The Nevada state Senate voted to join the National Popular Vote Interstate Compact on Tuesday, slating it to become the newest member of a growing group of states trying to sidestep the electoral college system.
But there’s one caveat: The compact will only take effect if states representing at least 270 electoral college votes pass the law. If passed, with six electoral votes, Nevada would bring the total to 195.
Those involved in the effort doubt that the electoral college delegate procedures can be changed in enough states before the 2020 presidential election, Reed Hundt, chairman and co-founder of Making Every Vote Count, told The Washington Post.
Because Republican-controlled legislatures haven’t embraced the effort, it will be difficult to reach the 270 combined electoral votes needed to become president, he said. (They remain hopeful, though, that the compact will be in effect for the 2024 presidential election.)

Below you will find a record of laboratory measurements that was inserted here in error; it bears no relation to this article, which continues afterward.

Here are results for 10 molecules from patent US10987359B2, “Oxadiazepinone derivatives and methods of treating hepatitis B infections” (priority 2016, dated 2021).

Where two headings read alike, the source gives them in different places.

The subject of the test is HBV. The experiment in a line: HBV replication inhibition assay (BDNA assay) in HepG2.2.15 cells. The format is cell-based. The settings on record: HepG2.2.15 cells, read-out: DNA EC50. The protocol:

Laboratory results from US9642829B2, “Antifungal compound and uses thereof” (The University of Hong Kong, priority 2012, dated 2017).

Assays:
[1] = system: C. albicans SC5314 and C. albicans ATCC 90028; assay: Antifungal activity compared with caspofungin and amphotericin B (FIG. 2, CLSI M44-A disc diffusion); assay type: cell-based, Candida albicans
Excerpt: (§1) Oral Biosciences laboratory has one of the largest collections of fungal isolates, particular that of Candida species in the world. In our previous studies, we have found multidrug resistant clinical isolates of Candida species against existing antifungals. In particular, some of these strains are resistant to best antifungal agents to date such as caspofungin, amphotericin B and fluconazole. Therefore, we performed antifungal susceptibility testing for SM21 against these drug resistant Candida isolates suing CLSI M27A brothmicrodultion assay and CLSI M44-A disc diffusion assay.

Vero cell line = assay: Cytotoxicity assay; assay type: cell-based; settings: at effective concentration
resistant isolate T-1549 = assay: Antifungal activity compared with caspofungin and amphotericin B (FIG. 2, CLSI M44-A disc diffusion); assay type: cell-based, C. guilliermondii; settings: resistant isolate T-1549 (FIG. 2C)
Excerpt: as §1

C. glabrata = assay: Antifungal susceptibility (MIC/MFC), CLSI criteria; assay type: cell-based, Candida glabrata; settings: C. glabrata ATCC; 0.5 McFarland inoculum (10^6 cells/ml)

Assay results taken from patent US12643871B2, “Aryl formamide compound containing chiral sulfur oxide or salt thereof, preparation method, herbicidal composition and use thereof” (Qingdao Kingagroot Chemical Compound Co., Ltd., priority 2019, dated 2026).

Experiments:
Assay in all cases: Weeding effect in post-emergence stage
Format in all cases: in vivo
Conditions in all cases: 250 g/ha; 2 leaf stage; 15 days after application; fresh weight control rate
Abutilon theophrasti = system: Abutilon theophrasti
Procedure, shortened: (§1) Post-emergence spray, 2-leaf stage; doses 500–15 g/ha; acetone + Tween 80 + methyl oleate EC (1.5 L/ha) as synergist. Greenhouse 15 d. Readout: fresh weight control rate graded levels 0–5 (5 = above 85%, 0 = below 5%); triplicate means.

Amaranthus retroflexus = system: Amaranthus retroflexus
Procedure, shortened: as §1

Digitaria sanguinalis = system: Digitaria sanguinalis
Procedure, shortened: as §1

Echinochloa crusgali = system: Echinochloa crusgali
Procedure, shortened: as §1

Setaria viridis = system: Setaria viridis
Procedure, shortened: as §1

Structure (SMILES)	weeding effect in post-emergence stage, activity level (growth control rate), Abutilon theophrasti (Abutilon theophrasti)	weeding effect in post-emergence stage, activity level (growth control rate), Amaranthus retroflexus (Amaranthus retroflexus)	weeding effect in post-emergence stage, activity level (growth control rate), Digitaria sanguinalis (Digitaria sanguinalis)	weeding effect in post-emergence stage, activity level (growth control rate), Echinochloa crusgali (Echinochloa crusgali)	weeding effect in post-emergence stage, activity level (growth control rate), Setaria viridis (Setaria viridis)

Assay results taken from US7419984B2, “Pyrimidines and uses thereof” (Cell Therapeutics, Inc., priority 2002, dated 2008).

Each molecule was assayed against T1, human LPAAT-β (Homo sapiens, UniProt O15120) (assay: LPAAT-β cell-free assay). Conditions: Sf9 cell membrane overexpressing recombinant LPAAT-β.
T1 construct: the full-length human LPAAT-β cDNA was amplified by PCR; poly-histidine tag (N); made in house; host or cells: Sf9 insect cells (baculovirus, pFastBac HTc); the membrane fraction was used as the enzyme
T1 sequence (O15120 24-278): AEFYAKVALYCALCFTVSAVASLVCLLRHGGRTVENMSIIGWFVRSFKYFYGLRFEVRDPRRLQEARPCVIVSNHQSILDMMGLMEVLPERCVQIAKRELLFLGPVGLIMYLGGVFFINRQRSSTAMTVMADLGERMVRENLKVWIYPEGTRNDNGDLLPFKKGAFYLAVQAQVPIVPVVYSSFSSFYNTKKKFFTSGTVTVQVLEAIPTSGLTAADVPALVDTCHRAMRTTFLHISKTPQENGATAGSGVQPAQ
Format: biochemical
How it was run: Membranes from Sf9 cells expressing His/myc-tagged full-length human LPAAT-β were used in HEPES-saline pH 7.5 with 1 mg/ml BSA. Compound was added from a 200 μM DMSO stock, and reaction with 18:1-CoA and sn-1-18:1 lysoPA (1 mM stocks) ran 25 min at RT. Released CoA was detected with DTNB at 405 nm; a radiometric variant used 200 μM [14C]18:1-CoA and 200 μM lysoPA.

Under the Constitution, states have the power to determine how they award their electoral votes in national elections. Today, many states have winner-take-all laws, which award all of their electoral votes to the presidential candidate who receives the most votes within the state.
Most states swing either Democrat or Republican, making the winner of a given election in the majority of jurisdictions a foregone conclusion. The result has led to five presidents who have taken office without winning the national popular vote, most recently in 2000 and 2016. The 2004 election was also a close call.
To Hundt’s point, Tuesday’s vote in Nevada was along party lines, with all Republicans voting against the proposal, NPR reported.
“All the Democratic legislatures and governors will end up passing it by [next spring],” expects Hundt, who previously served as chairman of the Federal Communications Commission.
“The people in those states by a two-thirds margin support the national vote winner always becoming president,” he added. “They’re happy to go along with the will of the people.”